Practicing as a nurse is a privilege that we all have to earn. We not only have to apply ourselves to a higher standard to achieve the title, but we have to maintain that standard and strive to exceed it. This “standard” I am speaking of is your licensure as a nurse.
The journey we make to become a nurse is based on a universal process, but can traverse a different path depending on your geographical location. This can be the source of confusion and frustration for those who cross a state line (or international border) to practice as a nurse.
The following information is taken from the National Council of State Boards of Nursing (https://www.ncsbn.org/index.htm).
As nurses, we all have sat for a national certification exam–ever heard of the NCLEX? This exam is the basic building block and requirement to practice as a nurse in any given state. Each state grants licensure to anyone who completes certain requirements that include (but are not limited to) the certification exam. Once we are licensed by the state, we can work as nurses.
Here’s the catch: Each state has its own set of requirements. There is no universal or national state standard. While this can be annoying, it does not limit you and your ability to practice in any state. In laymen’s terms, you may have to jump through a couple additional hoops and even pay more fees, but as long as you have met the national requirements to practice as a nurse, it’s only a matter of paperwork and due process before you can begin practice in another state.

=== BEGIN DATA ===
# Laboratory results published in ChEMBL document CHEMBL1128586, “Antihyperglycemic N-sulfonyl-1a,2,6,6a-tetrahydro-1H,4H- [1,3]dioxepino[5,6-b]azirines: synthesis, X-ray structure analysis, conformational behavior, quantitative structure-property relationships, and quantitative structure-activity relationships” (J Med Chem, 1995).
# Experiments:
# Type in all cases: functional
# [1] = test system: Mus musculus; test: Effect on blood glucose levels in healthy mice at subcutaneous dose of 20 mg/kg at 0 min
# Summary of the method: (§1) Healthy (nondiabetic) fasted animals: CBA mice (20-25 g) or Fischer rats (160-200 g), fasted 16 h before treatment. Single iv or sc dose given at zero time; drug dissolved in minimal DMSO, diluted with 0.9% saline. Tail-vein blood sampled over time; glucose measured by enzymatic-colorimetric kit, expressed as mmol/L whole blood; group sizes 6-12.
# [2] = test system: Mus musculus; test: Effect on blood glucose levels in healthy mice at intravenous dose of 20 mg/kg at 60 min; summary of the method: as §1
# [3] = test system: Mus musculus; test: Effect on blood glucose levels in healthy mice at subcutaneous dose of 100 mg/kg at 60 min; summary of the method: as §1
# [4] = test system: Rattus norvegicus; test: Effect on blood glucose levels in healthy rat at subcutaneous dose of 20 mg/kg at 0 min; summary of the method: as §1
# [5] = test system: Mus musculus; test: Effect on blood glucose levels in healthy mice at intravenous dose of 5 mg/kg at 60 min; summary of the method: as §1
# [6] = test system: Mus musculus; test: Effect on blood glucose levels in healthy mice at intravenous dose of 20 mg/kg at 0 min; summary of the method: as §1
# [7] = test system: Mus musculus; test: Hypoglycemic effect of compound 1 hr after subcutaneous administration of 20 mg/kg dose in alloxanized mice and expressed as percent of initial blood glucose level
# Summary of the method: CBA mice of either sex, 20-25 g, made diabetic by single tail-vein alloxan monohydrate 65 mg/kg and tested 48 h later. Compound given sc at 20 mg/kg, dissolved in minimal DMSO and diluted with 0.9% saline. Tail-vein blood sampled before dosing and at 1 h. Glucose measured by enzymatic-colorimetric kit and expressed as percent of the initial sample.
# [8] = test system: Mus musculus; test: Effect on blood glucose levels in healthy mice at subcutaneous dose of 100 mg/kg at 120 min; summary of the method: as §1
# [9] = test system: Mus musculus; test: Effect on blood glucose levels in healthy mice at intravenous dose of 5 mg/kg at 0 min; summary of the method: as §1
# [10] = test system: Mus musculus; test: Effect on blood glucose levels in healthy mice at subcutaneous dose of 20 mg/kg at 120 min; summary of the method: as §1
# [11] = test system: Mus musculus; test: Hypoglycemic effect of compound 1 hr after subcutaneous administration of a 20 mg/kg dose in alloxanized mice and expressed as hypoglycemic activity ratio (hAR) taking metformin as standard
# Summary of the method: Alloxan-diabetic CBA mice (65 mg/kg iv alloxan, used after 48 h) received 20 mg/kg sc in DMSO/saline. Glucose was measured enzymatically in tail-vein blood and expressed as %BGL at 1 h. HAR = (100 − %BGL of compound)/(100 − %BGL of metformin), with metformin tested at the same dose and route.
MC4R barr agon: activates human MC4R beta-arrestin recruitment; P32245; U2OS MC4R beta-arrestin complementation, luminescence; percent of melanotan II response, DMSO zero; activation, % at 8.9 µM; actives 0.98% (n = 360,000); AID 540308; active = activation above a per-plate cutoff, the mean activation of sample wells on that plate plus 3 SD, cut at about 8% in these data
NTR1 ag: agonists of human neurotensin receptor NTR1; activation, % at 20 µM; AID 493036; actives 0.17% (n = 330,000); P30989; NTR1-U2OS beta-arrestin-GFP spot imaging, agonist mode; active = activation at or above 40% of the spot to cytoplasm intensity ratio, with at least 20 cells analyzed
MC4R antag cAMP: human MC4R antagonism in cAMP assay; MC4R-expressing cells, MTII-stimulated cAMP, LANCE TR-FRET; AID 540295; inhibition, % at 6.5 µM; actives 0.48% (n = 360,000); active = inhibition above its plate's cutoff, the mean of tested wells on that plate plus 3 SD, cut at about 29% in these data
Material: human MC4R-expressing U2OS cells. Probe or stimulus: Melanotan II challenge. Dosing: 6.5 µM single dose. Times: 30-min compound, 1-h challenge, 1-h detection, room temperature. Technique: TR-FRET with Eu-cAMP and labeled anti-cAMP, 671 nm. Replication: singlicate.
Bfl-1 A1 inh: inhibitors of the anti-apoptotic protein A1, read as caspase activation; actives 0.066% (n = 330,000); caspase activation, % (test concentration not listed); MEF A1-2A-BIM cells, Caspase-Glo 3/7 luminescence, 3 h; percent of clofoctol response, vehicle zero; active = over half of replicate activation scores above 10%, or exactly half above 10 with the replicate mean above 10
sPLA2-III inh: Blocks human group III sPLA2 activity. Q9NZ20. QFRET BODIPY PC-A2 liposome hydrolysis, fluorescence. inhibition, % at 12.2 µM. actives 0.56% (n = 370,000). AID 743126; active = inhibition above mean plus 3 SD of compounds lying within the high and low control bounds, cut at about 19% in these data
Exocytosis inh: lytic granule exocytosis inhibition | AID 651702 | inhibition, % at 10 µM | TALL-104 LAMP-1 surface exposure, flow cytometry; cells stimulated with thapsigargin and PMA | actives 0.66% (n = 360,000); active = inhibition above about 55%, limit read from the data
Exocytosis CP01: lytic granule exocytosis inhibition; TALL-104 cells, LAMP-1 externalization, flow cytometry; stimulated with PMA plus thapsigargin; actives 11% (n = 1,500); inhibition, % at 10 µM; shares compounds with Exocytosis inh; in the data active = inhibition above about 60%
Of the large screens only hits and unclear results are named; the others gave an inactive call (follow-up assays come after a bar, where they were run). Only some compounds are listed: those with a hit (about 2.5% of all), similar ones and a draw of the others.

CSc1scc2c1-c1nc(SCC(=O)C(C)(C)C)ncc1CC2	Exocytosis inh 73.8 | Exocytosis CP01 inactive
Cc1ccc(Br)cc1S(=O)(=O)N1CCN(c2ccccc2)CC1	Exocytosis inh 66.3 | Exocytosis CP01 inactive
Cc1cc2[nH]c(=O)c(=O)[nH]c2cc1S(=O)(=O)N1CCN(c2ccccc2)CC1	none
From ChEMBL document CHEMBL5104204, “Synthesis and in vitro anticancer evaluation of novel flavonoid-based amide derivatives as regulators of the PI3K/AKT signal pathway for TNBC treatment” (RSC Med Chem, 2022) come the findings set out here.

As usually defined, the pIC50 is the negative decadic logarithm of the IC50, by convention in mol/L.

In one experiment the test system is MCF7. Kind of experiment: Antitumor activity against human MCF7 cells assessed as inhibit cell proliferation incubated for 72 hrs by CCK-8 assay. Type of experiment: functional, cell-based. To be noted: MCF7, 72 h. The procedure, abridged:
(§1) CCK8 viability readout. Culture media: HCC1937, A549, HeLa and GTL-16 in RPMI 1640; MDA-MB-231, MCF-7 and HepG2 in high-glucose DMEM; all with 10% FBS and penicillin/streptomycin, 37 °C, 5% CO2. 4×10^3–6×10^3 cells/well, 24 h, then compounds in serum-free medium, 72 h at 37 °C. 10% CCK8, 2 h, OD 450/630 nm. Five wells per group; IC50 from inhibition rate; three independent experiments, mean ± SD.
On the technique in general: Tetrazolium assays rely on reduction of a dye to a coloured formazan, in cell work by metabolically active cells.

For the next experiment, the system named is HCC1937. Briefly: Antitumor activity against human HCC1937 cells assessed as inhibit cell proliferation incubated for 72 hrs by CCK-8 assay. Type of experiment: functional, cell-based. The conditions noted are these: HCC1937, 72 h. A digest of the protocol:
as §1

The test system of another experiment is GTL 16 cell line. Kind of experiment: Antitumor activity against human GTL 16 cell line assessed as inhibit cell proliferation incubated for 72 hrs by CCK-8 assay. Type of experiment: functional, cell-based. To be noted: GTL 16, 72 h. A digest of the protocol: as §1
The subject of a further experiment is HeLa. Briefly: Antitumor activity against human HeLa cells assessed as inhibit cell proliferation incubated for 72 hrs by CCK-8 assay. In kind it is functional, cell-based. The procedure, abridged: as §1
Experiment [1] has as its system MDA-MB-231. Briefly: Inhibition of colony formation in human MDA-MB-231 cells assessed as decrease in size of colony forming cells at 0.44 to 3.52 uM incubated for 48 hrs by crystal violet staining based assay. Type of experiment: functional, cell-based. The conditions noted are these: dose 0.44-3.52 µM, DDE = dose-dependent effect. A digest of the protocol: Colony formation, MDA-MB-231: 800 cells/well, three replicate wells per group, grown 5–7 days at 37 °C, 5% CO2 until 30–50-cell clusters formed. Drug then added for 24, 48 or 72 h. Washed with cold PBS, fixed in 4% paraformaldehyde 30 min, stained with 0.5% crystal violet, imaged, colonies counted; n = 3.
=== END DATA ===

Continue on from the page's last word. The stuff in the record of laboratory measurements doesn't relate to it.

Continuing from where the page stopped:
I speak from experience. I have crossed state lines to work as a travel nurse as well as where I live. It can be arduous and time-consuming, but nothing should prohibit your choice to practice in another state.
There is a relatively new movement by certain states to try and alleviate this challenge. As we know, there is a nursing shortage, and time and money is of the essence when job seeking. The “Nurse Licensure Compact” (https://www.ncsbn.org/nlc.htm) is enabling multistate licensure for nurses through a streamlined process that allows a nurse to cross state lines to work without the additional paperwork and fees.
Why is there such a discrepancy between states and their licensure requirements? I’m not sure. I’m guessing it has to do with liability and cost. I do know that a nurse’s scope of practice definitely differs by state.
While the difference is minute in some cases, it also has a lot to do with responsibility and level of education. I know that in some states an LVN/LPN cannot administer certain IV medications, while in others they can. I also know that an LVN/LPN can seek additional certification to address this limit in their practice.
Ultimately, as a nurse you need to be informed of what licensure laws apply to you and your current working scenario. We are regulated by state and national standards for a reason. It is just another step to maintain our patient’s safety.
Disclaimer: These are simply the views of a fellow nurse, for further more definitive information, please contact your state’s licensing board (https://www.ncsbn.org/contactbon.htm).